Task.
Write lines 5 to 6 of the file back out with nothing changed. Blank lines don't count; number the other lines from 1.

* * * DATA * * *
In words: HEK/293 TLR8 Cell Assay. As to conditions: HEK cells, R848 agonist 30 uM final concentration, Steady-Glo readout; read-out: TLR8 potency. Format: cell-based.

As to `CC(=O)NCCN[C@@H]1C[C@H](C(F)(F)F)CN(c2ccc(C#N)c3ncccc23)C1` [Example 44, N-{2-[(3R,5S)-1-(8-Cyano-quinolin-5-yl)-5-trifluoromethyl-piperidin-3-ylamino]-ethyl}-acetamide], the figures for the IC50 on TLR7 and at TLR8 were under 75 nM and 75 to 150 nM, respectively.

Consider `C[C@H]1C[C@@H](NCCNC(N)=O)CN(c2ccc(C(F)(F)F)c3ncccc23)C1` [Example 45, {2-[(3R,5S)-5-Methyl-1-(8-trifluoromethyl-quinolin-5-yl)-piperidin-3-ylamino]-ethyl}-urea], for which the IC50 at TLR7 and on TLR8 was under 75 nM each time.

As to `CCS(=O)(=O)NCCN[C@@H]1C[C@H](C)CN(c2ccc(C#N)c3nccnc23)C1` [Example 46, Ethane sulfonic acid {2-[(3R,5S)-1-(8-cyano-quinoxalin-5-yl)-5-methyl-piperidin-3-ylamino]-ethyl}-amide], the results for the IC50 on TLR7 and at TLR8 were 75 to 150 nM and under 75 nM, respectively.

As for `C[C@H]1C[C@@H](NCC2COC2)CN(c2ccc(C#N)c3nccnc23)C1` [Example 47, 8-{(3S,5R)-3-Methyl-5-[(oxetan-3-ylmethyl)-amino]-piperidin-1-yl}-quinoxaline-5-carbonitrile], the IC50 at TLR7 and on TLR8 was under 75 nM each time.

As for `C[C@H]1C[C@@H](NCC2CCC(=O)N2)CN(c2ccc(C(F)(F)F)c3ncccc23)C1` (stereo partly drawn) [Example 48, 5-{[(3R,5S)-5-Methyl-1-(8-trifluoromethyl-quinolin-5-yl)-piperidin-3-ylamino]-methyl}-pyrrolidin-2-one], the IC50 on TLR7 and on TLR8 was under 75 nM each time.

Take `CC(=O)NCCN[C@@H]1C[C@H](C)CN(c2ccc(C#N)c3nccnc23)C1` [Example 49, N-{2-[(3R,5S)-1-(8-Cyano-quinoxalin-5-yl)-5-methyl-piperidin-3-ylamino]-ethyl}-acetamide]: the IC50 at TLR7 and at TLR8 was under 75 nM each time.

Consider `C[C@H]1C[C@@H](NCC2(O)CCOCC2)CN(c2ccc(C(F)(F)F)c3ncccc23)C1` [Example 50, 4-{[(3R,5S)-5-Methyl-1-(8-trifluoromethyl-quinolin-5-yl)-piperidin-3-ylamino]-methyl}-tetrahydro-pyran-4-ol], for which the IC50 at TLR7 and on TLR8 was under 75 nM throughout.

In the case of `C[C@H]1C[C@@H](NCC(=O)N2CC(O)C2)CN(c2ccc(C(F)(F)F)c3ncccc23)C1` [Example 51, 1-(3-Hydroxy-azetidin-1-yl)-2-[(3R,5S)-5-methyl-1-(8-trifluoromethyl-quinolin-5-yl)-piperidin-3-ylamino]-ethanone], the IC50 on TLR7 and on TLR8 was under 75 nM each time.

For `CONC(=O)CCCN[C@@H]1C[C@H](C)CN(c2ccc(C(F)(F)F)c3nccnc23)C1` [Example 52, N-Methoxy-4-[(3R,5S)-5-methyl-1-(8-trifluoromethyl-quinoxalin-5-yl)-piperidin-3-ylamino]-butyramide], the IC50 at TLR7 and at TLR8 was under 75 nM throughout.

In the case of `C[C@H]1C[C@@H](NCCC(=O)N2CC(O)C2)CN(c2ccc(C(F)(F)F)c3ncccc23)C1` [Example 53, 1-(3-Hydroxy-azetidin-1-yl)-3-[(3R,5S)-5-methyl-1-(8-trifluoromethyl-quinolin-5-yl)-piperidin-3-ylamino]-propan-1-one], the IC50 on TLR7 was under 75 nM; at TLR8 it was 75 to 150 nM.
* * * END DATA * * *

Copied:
As for `C[C@H]1C[C@@H](NCC2COC2)CN(c2ccc(C#N)c3nccnc23)C1` [Example 47, 8-{(3S,5R)-3-Methyl-5-[(oxetan-3-ylmethyl)-amino]-piperidin-1-yl}-quinoxaline-5-carbonitrile], the IC50 at TLR7 and on TLR8 was under 75 nM each time.

As for `C[C@H]1C[C@@H](NCC2CCC(=O)N2)CN(c2ccc(C(F)(F)F)c3ncccc23)C1` (stereo partly drawn) [Example 48, 5-{[(3R,5S)-5-Methyl-1-(8-trifluoromethyl-quinolin-5-yl)-piperidin-3-ylamino]-methyl}-pyrrolidin-2-one], the IC50 on TLR7 and on TLR8 was under 75 nM each time.